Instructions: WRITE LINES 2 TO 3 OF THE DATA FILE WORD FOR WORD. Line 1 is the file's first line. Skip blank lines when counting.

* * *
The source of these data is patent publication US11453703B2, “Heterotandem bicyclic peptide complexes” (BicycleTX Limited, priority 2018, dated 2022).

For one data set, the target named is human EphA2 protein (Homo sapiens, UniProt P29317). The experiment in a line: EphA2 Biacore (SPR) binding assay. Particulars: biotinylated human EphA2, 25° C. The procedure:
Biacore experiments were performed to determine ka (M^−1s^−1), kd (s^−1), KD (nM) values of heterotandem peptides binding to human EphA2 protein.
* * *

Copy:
For one data set, the target named is human EphA2 protein (Homo sapiens, UniProt P29317). The experiment in a line: EphA2 Biacore (SPR) binding assay. Particulars: biotinylated human EphA2, 25° C. The procedure:
Biacore experiments were performed to determine ka (M^−1s^−1), kd (s^−1), KD (nM) values of heterotandem peptides binding to human EphA2 protein.